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    My son in law used standing dead wood last year. It was cut in October/November and probably 80% of it was bark free, nice a gray and dry looking. On the surface it looked to be adequately dry but that proved to be far from the truth. He had all kinds of problems with his gasser. Wouldn't initiate secondary burn, gobs of creosote, turbulator cleaner stuck, poor heat output etc..... We were lucky if we could get 15 minutes of good clean gasification type burn out of a load.
    I stuck a moisture meter into the center of a split piece and it read 35%+. Testing of many more pieces revealed all the wood was well above 30% with a lot of it over 35. He shopped around for a few face cords the last part of the winter and although that stuff still tested between 25-30%, it made a world of difference. It was much easier to light, far less creosote, heat output was at least 50% higher. Enough so that he could heat his house and charge his storage tank at the same time. With the previous "green" wood it would not handle both loads.
    I'd have to say that if you don't have dry wood, don't bother trying to burn it. You'll be disappointed in the performance of your boiler, you'll basically waste 3/4 of your wood supply and to top it off you'll make a mighty mess out of your boiler. T'aint worth it my friend. Hunker down and buy some LP or oil this season. Wet wood is nothing but problems. You want to have 15-25% for best performance.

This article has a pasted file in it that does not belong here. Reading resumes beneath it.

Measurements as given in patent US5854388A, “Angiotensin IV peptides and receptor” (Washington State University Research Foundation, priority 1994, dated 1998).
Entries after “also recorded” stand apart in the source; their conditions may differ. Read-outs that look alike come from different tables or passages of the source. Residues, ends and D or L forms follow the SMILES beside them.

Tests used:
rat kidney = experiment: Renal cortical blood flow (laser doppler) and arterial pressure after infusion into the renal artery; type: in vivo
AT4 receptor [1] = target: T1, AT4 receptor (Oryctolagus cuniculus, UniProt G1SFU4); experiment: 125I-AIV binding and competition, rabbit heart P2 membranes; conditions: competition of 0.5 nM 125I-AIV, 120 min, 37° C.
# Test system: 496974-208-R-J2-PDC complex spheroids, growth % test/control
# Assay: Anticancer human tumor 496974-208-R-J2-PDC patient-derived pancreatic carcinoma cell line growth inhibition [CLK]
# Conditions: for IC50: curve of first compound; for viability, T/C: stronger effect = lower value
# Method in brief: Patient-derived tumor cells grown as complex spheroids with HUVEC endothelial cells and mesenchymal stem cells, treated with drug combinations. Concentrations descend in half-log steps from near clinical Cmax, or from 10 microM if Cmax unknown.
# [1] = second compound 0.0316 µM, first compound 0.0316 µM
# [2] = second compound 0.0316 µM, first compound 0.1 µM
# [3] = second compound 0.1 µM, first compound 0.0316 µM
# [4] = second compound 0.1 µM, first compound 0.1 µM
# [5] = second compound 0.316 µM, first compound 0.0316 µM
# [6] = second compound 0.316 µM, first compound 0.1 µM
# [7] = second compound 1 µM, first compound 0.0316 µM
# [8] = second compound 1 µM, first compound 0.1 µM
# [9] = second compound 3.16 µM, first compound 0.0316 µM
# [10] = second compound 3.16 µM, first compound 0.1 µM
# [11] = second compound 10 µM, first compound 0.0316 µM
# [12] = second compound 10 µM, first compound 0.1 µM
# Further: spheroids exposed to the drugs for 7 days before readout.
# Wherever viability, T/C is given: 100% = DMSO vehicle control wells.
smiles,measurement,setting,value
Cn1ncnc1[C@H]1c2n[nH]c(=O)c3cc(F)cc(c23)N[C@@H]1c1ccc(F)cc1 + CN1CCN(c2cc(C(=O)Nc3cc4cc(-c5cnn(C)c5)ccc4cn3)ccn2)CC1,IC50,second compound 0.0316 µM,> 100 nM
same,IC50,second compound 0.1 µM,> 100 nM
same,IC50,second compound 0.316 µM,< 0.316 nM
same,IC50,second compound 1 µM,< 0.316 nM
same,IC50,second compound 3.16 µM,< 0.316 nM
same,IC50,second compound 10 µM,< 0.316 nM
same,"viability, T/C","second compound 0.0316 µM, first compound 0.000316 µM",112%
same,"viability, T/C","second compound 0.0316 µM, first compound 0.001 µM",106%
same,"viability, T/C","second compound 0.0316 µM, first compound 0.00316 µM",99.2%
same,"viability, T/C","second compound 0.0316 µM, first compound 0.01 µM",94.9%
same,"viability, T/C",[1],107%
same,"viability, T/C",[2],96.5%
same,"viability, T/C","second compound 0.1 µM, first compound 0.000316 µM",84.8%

JMHO

    PS the mixing valve is mandatory to prevent the water temperature in the boiler from dropping to low. Low water temp with no protection + unseasoned wood will lead to a completely plugged up boiler. Those two factors together are a recipe for disaster.
  11. pybyr

    pybyr Minister of Fire

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    It continues to fascinate me how extraordinarily different the various different tree species are not only in terms of initial moisture content, but also in terms of how fast or slow they dry, or what they do after they die and even fall over.

    For example, any of the birches (at least around this region) seem to be worthless within a few months if they die standing or are left on the ground- you can watch them rot as they stand there dead, and they don't seem to dry well (and again, rot at a fast pace) if laying on the ground.

    On the other hand, I have bumbled into a little hillside zone of a number of long-ago-fallen-over hophornbeam that, at first glance, looks like it would be good for nothing (back falling off, loads of moss on the exterior, etc) but after you cut through the first outer 3/8 inch, the inner wood is rock-hard, and seems, by the texture etc of the saw chips, to be bone dry. I cut one up about a week and a half ago, where the fallen-over stump was at the uphill end, and I cut my way from downhill end up to the stump. turned out the stump was hollow and suddenly wet goo came out all over my chain, boots, etc., but a few 18" sections downhill, the wood seemed absolutely dry as a bone.
  12. sweetheat

    sweetheat Member

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    any recommendations on wood moisture meters? I agree with nofo about orientation to sunlight. I've a row somewhat in the shade, it's moisture content is more than my rows in the sun. this winter I'll be firing the tarm 40 with storage tank. I think now would be a good time to bring wood into the shop. sweetheat